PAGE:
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Rough treatment

Barton Swaim, reviewing Elesha J. Coffman’s The Christian Century and the Rise of the Protestant Mainline for the Wall Street Journal (subscription required), wrote this:

Nor were the editors [of the Christian Century] above dirty tricks, at one point even hiring an investigative reporter to find some impropriety in [the Billy Graham] organization’s finances. None came to light, but in something of a scoop, Ms. Coffman has discovered documents linking the revered historian Martin Marty to the rough anti-Graham campaign.

As far as Coffman’s book goes, I have only the usual quibbles that a historian voices when reviewing the work of another historian. It is Swaim who is unfair to the magazine. Since I am the only surviving editor mentioned in his piece about 56-year-ago events, I will comment.

Swaim is not wrong about the Century’s critique of Billy Graham at the time of his New York Crusade in 1957. It was rough, as exemplified by the writings of then-editor Harold E. Fey and by the magazine’s founder, Charles Clayton Morrison, who, though blind at age 83, bestirred himself out of long retirement to fire away. The two regarded Graham’s cause as being simply fundamentalism redivivus.

Coffman quotes someone paraphrasing me at a Century editorial conference in April 1957: Graham’s forthcoming crusade was “going to launch a national pattern for fundamentalist revivalism which may take several years to run its course.” While I’ve spent decades writing on how “fundamentalist revivalism” evolved into modern evangelicalism, the reference to a course being run in “several years” revealed a lack of vision, as we can see 56 years later.

Writing of a “scoop” about “dirty tricks” evokes the likes of Charles Colson, Richard Nixon and Watergate—and reporters like Bob Woodward. The reporter the Century hired to look into Graham was evidently only a denominational correspondent.

Swaim has me typifying the Protestant “mainline” during that rough campaign against Graham, but I was not even in the not-yet-named mainline. I was at the time a Missouri Synod Lutheran missionary pastor, helping scrape together a suburban congregation and the funds to build a church. I was free to drop in to the magazine office weekly for coffee and editorial chit-chat, but don’t remember anything as dignified or formal as an editorial conference. A few weeks before the crusade, I was a Ph.D. student—and what do they know?

I did have some book knowledge of fundamentalism, which Graham in those years represented. You could look it up. My disagreements with Graham were ecclesiastical (e.g., over the term “evangelical”) and theological (over the meanings and forms of baptism). These were not the kind of issues which would have held most Century readers’ attention.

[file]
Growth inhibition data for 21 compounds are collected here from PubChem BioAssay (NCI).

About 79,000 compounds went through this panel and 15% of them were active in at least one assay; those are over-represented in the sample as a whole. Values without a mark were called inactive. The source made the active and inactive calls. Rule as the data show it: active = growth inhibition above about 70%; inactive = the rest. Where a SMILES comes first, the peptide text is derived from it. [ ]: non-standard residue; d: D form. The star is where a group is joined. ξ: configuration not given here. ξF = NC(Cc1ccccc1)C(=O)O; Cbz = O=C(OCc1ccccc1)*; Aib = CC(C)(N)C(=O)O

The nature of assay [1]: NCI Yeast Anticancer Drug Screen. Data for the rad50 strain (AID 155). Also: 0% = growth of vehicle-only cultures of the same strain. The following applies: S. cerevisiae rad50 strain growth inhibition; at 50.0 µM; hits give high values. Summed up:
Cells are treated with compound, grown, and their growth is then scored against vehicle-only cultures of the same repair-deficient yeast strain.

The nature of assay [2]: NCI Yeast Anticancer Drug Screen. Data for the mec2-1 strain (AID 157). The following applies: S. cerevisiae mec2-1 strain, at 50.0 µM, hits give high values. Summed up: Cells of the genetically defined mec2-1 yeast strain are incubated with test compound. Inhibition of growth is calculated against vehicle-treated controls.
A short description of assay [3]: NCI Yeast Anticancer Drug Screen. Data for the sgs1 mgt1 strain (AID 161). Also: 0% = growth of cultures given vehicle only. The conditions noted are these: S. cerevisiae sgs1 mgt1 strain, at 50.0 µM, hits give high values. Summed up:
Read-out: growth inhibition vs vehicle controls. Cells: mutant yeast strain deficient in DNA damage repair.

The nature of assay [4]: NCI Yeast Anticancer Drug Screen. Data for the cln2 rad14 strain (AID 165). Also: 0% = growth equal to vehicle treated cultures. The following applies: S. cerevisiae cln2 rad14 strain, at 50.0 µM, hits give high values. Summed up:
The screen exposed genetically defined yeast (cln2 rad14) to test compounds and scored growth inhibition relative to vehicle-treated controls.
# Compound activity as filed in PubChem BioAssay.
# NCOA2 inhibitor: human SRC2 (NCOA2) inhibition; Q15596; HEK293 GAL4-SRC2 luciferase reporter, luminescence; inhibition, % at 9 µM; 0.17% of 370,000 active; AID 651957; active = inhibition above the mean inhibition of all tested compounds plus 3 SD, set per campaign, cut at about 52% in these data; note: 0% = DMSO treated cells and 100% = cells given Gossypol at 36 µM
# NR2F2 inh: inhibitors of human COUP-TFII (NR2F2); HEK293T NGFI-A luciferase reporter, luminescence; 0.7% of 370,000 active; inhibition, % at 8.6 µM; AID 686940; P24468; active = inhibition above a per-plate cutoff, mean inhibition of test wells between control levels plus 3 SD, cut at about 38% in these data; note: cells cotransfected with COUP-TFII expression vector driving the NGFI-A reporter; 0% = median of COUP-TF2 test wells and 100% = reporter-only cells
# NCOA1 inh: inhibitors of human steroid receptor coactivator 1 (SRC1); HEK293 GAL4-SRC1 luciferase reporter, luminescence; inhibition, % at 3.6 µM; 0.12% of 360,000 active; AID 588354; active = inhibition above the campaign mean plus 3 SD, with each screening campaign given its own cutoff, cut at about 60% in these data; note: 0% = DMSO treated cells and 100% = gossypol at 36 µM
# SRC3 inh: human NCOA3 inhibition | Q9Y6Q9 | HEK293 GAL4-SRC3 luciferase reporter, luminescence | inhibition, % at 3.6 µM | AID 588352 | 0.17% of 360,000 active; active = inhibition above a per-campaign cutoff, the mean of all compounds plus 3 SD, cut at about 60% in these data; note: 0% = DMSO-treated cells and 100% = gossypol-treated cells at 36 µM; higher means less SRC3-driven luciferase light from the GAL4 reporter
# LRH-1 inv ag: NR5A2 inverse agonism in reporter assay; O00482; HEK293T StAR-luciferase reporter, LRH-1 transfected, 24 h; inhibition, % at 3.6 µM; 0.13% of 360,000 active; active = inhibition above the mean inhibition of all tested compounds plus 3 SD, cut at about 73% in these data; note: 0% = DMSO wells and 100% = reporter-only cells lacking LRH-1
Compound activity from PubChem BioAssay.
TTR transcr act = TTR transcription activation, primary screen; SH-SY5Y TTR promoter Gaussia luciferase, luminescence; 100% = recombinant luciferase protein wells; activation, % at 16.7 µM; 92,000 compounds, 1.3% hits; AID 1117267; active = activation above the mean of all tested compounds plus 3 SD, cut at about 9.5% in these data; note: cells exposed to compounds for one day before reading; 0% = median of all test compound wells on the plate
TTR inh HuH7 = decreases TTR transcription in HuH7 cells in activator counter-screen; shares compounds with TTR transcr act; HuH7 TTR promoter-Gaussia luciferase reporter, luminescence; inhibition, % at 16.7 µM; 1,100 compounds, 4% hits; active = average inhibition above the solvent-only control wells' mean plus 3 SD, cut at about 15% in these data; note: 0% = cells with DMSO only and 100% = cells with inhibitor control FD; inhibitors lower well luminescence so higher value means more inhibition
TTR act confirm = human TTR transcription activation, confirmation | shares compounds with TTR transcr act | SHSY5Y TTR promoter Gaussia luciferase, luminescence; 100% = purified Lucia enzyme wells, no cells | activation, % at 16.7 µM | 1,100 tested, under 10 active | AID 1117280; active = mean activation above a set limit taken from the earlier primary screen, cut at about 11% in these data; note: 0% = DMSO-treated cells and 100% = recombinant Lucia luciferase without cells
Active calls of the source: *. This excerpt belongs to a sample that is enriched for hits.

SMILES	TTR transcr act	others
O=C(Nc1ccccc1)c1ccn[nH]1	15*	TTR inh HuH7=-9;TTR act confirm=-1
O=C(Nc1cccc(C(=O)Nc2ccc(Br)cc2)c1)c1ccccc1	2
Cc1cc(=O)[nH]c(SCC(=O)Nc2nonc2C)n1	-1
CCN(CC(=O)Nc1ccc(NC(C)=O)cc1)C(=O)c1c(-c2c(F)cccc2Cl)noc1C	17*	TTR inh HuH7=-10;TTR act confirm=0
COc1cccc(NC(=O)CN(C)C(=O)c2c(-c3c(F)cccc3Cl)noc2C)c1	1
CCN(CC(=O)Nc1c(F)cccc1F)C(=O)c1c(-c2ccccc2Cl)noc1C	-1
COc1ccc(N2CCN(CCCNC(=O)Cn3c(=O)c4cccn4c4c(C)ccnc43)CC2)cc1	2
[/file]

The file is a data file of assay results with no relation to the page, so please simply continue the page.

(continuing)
I was then writing my first Century articles, which became my first book, which focused less on Protestant decline in the face of fundamentalist aggression than on the nameless, formless phenomenon which I called “Religion-in-General.” The book was often reviewed alongside others by Gibson Winter and Peter Berger. We and our scholarly, journalistic and pastoral colleagues in what later came to be called the mainline were more occupied critiquing our own forms of Christian expression than we were attacking fundamentalism.

My first “Editorial Correspondence” for the Century (June 12, 1957), titled “A Tale of Two Cities,” reported on my time at Madison Square Garden in May during the New York Crusade. Having reread it, I still strongly agree with its thesis. I wrote that Graham addressed first secular New York City, with an intent to convert the pagans in Babylon, and second the already churched residents of New York and the thousands of other already faithful visitors who turned out for the crusade and whom Graham confirmed in their faith and church life.

All that was long ago. After 1957 Billy Graham changed, fundamentalism/evangelicalism changed, American culture changed, and—I confess and hope—I also changed. My books eventually came to have many references to the “mainline,” a term I regretted but had to use. Through the years I was invited as a friendly guest to conferences on Graham-style evangelical themes. When I would be introduced as “this year’s invited nonevangelical,” I reminded the company that I was usually the only person in the room who belonged to a church body with the word “evangelical” in its name. 

Through the years a couple of private letters from and to Billy Graham fostered a conversation at a distance. Whoever knows him, his record and his style can picture him as he was in those contacts: generous, friendly and theologically concerned. 

Swain thinks he can improve on Coffman’s book by making her account rougher. But his view of the social positions of the magazine is arbitrary and idiosyncratic, and his critique of “liberal Protestant” theologians implies that they are unbelievers, guilty of bad faith. 

His complaints about the “smugness,” “unkindness” and “contemptuousness” displayed by some Century writers and other mainliners may be valid, but students of bruising rhetoric can also find violent language among the fundamentalists of the period—as has been documented by numerous fine books written by evangelicals. That one finds little of this roughness in the middle and late career of Billy Graham is a reminder that he was always ready to learn but also to teach, including to teach even some of us slow learners from those olden days. 

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